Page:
Recession risk rises, compounding revenue forecasting challenges. New Seattle area economic impact study.

The economic impact of this pandemic won’t be known until after the public health crisis ends. While no one knows when that will be, it’s clear that the economic damage has already begun to set in.

In The Lens, TJ Martinell reports the state’s chief economist is watching this closely.

Also preparing for a downturn is ERFC Executive Director & Chief Economist Steve Lerch. “I was hoping to avoid a recession during my tenure. Now I’m not so sure.”

…Lerch also told Lens that with regional economic downturns, “the rest of the country can at times pull others through those periods. That’s what troubles me about this (virus). This is a worldwide impact. This is hitting the entire industrialized world.”

While the historic drop in the Dow Jones may ultimately trigger a downturn, actual economic data covering the time period most impacted by the virus in Washington won’t be available for a while.

Washington Research Council economist Kriss Sjoblom explains,

The slowdown in economic activity due to COVID-19 really started in early March. For monthly and quarterly taxpayers, taxes on March activity will be remitted to the state in April and will be reported in ERFC’s Economic and Revenue Update for May. It will thus be two months before we see the effect of COVID-19 on state revenues.

Emily Makings with the WRC also calls attention to a Route Fifty story on the pandemic’s effect on state budgets. Washington is among those featured.

David Schumacher, director of Washington’s Office of Financial Management, said that when he looks at the public health crisis in his state strictly from a budgeting perspective, he is more concerned about lost revenues than the additional costs. 

“We may end up spending a few hundred million dollars addressing the public health problem,” he said. “But we could lose a few billion.”

“That’s the bigger budget crisis,” Schumacher said, “the revenues dropping through the floor.” For now, though, he added: “We just have no idea what this is going to mean to the economy. Is this going to last two weeks, two months, six months?”

In The Seattle Times, Daniel Beekman reports on a metro Seattle economic impact study. The numbers are daunting.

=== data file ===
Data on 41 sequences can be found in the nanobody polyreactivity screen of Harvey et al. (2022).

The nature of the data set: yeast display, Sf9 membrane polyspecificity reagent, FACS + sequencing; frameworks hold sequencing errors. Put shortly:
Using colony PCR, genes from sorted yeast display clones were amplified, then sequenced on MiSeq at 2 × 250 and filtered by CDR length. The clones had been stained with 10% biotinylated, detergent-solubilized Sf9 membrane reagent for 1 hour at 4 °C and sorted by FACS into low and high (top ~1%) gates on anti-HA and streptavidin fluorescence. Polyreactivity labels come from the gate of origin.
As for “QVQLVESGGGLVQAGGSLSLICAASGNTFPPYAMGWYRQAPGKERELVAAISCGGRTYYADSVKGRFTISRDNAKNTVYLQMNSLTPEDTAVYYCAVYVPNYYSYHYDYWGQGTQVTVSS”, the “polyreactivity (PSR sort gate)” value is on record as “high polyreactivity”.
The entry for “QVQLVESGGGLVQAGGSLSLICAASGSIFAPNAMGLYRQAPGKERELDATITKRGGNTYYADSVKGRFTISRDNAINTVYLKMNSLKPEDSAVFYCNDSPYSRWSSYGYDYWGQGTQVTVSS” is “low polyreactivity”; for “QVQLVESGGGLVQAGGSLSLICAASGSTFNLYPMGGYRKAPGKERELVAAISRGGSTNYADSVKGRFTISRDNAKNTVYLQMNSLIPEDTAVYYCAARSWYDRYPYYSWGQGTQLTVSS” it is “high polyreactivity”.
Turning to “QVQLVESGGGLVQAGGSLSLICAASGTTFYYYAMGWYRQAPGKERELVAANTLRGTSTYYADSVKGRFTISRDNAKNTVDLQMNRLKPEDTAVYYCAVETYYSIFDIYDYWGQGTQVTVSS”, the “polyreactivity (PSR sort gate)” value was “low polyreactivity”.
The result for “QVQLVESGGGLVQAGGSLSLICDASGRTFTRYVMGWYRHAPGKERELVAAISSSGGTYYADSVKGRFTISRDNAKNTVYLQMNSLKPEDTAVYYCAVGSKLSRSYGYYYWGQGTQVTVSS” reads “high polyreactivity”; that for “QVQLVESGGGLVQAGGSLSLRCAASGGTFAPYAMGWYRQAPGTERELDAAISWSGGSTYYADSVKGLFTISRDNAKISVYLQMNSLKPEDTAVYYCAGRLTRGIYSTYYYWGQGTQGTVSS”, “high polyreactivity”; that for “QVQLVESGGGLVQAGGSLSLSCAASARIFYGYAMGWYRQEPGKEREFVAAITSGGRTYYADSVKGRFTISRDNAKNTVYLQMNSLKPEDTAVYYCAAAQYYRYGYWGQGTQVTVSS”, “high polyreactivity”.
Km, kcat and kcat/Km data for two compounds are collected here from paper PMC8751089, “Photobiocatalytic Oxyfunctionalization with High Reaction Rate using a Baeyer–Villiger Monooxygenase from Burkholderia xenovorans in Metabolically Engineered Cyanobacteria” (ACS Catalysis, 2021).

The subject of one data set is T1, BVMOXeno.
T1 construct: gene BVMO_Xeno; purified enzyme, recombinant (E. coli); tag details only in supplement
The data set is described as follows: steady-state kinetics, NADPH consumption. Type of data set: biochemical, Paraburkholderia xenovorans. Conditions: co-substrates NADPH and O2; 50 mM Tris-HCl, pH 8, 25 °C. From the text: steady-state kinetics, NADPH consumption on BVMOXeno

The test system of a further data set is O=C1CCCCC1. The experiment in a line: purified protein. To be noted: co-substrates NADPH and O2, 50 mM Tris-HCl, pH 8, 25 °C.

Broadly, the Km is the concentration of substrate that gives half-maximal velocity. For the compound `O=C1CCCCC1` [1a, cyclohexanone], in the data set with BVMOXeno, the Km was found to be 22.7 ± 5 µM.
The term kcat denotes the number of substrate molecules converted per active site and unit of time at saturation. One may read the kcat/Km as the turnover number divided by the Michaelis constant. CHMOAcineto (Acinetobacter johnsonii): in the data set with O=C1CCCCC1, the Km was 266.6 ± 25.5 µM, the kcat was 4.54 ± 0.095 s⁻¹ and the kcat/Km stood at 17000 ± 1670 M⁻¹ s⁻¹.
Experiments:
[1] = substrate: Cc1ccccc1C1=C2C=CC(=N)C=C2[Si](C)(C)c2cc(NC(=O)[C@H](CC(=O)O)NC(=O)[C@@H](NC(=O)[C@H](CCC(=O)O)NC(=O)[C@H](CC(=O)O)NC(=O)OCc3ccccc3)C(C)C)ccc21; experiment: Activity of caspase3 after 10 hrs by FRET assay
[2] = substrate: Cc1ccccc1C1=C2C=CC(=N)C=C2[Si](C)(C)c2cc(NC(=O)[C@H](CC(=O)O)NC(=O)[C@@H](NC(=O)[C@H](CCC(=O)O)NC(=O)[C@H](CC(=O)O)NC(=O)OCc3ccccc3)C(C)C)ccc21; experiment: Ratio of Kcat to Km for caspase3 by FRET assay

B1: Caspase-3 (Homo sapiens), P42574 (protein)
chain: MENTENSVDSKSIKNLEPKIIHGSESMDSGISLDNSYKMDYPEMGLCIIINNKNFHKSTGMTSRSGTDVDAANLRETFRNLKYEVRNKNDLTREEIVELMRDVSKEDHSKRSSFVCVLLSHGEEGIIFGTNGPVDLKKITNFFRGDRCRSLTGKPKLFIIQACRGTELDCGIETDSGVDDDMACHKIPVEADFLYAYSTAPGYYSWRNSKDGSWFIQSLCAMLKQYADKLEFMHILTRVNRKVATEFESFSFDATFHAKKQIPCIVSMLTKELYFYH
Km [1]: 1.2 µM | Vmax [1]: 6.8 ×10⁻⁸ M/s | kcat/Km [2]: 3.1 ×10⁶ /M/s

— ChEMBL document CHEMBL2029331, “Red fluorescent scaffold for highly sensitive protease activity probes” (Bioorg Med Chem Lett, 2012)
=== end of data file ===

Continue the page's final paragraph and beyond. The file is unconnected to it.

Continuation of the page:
More than 400,000 workers in the Puget Sound region are in industries facing immediate risk due to impacts from the coronavirus pandemic, and more than 500,000 additional workers are in industries facing near-term risk, says a white paper commissioned by the Seattle Metropolitan Chamber of Commerce and released Wednesday.

The region’s economy is experiencing “an economic shock that will take many months and beyond to recover from,” with impacts likely to result in wage reductions or temporary layoffs in about 40% of all jobs in King, Pierce and Snohomish counties, says the study by the Seattle-based research firm Community Attributes Inc. (CAI).

Yes, it will end, the study points out. But the post-virus economy will be different.

“Many of these jobs will start again once the virus threat has passed and the economy starts up again,” the study says. “Not all businesses will survive this challenge.”

This chart for the report does a great job of depicting the cycle.

As Beekman did, we’ll give the last word to the study’s sponsor.

“This is hard. This is painful. And this is the time to rally together,”  Chamber Vice President Markham McIntyre said in a statement.

“We are 2-3 weeks ahead of many other areas across the country. Our collective response to the crisis will be the model for other communities. Let’s continue doing everything we can to help the businesses and workers who are particularly vulnerable to the outbreak and its economic impact, and let’s stick together,” McIntyre said.